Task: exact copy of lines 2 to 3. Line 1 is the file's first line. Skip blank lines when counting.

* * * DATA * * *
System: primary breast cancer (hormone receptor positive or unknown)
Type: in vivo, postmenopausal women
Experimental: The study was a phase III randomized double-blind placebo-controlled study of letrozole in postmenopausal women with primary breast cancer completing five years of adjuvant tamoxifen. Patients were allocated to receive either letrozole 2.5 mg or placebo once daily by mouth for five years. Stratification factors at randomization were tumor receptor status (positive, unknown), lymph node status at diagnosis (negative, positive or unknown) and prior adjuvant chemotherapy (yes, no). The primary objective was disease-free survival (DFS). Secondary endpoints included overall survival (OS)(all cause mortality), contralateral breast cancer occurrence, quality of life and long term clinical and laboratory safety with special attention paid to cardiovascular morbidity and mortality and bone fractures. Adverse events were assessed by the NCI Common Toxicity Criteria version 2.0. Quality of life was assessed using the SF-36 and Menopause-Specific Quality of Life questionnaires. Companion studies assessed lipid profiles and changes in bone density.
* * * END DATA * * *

Type: in vivo, postmenopausal women
Experimental: The study was a phase III randomized double-blind placebo-controlled study of letrozole in postmenopausal women with primary breast cancer completing five years of adjuvant tamoxifen. Patients were allocated to receive either letrozole 2.5 mg or placebo once daily by mouth for five years. Stratification factors at randomization were tumor receptor status (positive, unknown), lymph node status at diagnosis (negative, positive or unknown) and prior adjuvant chemotherapy (yes, no). The primary objective was disease-free survival (DFS). Secondary endpoints included overall survival (OS)(all cause mortality), contralateral breast cancer occurrence, quality of life and long term clinical and laboratory safety with special attention paid to cardiovascular morbidity and mortality and bone fractures. Adverse events were assessed by the NCI Common Toxicity Criteria version 2.0. Quality of life was assessed using the SF-36 and Menopause-Specific Quality of Life questionnaires. Companion studies assessed lipid profiles and changes in bone density.